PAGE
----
Is Your Website Helping your Business?
Most contractors out there have websites; you probably do too.
But are you getting the most out of your website? Is it driving new traffic and generating leads?
If you’ve been struggling with a website that underperforms, it may be time for a redesign.
But how do you make sure this website performs better than the last one?
Website design can seem overwhelming, especially if you don’t know where to start—knowing what’s essential what isn’t can be challenging. But having a great website isn’t optional anymore. It’s a necessity.
A poorly designed website will majorly impact the growth of your business. If you’re looking to upgrade your website or build a new one, this article will set you up for success.
This post will walk you through 7 questions contractors need to consider when designing a new website.
1)What is the purpose of your website?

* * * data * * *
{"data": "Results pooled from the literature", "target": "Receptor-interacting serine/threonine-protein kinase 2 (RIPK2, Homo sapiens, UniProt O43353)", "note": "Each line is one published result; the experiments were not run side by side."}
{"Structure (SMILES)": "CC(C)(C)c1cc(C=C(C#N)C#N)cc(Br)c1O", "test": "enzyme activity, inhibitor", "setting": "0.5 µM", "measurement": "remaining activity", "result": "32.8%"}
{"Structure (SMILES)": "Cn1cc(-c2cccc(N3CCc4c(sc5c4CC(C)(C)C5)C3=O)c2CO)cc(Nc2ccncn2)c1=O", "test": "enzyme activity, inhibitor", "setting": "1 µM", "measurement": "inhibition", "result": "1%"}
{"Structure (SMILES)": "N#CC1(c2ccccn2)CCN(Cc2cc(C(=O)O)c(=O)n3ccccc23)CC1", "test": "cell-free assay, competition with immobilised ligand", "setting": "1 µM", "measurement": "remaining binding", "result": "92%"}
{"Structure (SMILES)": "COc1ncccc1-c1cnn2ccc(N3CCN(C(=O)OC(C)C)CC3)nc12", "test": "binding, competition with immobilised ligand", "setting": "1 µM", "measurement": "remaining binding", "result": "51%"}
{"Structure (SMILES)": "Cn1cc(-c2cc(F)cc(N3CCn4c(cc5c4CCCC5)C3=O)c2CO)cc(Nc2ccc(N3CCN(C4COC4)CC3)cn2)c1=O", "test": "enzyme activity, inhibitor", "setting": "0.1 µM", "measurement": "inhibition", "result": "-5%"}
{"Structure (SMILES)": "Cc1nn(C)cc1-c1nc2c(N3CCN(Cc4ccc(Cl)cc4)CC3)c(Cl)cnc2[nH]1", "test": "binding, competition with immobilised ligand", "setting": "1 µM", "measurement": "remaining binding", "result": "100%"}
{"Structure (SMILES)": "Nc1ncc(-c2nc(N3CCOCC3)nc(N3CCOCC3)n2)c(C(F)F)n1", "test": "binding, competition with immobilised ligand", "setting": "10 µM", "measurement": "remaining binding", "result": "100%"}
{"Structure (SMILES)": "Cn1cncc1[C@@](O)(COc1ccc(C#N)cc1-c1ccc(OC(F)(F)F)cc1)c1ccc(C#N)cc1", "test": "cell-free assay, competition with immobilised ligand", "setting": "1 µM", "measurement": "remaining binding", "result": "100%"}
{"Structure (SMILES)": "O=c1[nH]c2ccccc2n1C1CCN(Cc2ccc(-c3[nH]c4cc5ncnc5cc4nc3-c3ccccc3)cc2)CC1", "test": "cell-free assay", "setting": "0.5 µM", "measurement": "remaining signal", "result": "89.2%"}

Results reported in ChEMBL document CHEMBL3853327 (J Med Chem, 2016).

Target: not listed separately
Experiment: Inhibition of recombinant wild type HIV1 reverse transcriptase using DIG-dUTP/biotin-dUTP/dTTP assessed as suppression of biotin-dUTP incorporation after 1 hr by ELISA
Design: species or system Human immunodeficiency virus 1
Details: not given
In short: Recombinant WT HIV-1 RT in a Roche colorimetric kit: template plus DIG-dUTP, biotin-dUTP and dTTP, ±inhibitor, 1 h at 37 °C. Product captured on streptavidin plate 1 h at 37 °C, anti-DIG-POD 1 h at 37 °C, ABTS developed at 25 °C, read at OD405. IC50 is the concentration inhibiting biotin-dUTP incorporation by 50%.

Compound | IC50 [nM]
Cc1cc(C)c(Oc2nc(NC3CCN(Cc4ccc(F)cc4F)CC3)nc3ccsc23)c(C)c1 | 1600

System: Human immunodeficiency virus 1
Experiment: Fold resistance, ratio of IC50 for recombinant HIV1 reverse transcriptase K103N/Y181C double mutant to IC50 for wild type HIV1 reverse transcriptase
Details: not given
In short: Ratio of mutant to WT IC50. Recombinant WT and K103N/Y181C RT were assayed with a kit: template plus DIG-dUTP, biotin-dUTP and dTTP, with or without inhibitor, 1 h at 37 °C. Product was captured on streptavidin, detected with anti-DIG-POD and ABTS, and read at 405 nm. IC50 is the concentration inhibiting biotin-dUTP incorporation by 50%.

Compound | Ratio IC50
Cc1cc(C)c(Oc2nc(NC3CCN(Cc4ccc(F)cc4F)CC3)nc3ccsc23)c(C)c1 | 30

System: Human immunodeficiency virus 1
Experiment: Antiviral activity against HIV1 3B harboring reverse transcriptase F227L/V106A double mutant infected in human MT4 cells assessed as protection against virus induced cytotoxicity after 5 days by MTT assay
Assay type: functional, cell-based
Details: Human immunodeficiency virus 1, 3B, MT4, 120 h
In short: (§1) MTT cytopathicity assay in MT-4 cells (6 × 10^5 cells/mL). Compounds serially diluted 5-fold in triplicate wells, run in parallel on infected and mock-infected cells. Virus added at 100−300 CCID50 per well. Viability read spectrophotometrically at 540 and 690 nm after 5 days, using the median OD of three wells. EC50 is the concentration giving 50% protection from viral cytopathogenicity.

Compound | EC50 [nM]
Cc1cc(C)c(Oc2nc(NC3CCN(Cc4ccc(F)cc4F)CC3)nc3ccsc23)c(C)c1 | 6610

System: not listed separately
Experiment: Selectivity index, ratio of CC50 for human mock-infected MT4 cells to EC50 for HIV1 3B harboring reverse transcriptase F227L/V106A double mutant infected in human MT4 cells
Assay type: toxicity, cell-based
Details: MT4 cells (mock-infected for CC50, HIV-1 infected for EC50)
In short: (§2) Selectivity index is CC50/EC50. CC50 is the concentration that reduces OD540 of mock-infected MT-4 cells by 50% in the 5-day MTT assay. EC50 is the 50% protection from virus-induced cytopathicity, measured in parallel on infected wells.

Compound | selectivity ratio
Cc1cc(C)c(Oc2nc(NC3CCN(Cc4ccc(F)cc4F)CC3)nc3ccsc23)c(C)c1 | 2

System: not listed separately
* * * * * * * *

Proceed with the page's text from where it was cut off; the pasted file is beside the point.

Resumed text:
Knowing the answer to that question is vital to building a website that helps you achieve your goals.
The purpose of your website is the foundation of your design. Without a clear goal in mind, your new website probably won’t perform any better than the last one.
Take a moment and ask yourself: What do I want my website to do?
- Do you want more leads and traffic?
- Do you want to brand your company and increase consumer awareness?
- Are you trying to sell a product online?
Understanding the answers to questions like these will help you determine which design elements to include.
If you’re looking to sell a product, you may need to set up an eCommerce page using a tool like Shopify.
Do you want to grow your email list? Then you’ll want to look into squeeze pages.
Are you looking to increase your traffic numbers? Then you’ll need to give serious thought to your blog page.
Your goal will set the tone and direction of your website. Make sure you have a clear understanding of your purpose before you start working on the new website.